You should try to gain experience in a range of geological or environmental organisations, such as the Environment Agency (EA), as opportunities for work experience purely in hydrogeology can be hard to find.
Find out more about the different kinds of work experience and internships that are available.
Hydrogeologists are employed in a range of sectors. Typical employers include:
- environmental and engineering consultancies, ranging from those with just a few employees to those with several hundred, working for private clients and governments both in the UK and overseas
- research organisations, e.g. the British Geological Survey (BGS), the Geological Survey of Northern Ireland and the Centre for Ecology and Hydrology (CEH)
- government regulators, e.g. the Environment Agency (EA), the Scottish Environment Protection Agency (SEPA) and the Northern Ireland Environment Agency (NIEA)
- water supply companies, especially those that use groundwater as a major part of their water supply
- mining or quarrying organisations whose work may have an impact on, or require the management of, groundwater
- the nuclear industry
- waste disposal companies that operate landfill facilities
- other large industries that have significant contaminated land issues, e.g. pharmaceuticals, steel, and chemical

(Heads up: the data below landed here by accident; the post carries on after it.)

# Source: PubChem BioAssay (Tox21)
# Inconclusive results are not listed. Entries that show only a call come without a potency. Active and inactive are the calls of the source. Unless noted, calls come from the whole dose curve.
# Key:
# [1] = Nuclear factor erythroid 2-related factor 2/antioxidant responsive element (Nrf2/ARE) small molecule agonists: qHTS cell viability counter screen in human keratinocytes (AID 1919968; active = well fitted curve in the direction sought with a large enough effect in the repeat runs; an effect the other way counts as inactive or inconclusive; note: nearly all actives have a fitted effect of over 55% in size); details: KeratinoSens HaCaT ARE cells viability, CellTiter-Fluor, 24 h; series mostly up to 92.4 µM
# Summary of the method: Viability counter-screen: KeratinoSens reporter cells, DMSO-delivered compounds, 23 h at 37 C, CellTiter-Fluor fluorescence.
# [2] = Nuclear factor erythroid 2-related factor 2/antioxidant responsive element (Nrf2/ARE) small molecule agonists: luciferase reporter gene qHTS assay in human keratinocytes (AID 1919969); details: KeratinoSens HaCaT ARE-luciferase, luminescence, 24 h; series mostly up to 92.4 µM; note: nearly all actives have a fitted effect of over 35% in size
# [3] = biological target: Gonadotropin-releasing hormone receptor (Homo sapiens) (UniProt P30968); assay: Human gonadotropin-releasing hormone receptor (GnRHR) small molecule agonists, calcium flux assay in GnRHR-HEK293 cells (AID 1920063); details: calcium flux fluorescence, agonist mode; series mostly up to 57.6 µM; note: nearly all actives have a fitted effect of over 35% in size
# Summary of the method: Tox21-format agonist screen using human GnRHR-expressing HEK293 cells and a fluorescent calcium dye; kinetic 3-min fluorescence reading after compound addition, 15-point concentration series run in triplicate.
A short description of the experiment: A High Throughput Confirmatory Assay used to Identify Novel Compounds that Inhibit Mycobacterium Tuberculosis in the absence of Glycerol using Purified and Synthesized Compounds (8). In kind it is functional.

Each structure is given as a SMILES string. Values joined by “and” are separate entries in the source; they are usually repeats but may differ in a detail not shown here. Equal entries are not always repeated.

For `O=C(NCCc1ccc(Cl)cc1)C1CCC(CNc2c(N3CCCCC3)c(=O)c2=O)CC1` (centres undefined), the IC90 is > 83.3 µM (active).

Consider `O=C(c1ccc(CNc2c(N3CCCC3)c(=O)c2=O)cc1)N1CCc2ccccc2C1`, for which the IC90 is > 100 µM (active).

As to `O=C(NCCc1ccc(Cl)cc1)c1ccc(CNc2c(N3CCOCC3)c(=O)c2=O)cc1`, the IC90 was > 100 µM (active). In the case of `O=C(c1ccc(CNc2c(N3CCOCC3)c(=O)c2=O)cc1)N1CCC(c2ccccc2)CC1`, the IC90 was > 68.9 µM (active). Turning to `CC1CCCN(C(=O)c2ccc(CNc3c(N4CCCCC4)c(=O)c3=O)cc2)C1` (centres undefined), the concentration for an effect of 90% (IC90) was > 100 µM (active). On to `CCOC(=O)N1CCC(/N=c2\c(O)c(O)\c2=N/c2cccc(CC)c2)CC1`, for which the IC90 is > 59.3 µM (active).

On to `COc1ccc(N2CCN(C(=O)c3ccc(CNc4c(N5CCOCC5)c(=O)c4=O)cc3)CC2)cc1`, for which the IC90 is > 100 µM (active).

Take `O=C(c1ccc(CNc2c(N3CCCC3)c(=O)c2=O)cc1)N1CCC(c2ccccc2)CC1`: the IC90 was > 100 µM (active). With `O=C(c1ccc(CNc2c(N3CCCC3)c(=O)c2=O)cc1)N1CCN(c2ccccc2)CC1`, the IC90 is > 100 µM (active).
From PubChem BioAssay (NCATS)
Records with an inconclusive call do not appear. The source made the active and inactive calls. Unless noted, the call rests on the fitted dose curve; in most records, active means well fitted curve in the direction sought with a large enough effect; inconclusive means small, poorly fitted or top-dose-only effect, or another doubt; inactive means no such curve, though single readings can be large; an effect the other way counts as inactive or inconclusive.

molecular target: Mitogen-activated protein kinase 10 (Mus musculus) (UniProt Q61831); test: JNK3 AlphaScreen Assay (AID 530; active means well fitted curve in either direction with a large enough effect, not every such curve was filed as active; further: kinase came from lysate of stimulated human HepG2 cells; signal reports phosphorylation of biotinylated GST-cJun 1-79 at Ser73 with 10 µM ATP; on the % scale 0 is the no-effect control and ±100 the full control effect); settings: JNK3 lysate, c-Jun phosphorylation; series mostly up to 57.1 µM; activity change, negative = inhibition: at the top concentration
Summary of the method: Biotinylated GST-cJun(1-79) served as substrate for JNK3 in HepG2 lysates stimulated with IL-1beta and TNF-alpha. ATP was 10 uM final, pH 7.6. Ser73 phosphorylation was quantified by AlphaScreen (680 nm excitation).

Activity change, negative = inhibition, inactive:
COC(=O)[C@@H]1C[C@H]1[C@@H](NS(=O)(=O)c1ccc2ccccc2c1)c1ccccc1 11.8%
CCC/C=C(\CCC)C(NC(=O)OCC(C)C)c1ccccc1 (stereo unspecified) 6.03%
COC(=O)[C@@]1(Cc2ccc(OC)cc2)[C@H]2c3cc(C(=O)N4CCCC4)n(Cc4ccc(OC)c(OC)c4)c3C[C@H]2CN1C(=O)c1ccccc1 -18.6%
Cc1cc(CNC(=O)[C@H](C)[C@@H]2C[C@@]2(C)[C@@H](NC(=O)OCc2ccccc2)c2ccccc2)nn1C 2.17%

- universities with specialist courses, for specific academic research and lecturing posts
- renewable energy companies and organisations, where the evaluation of renewable-energy schemes and ground-source heat schemes is needed
- overseas aid organisations that are developing safe water supplies in developing countries.
Look for job vacancies at:
For a list of organisations that employ hydrogeologists in the UK see the UK Groundwater Forum.
Speculative applications can be effective. Business directories are also useful for sourcing potential employers.
You could apply for a place on one of the graduate training schemes run by the larger engineering and environmental consultancies. These help to develop the wider skills necessary for a career as a hydrogeologist, complementing the technical skills you'll have learnt during your degree.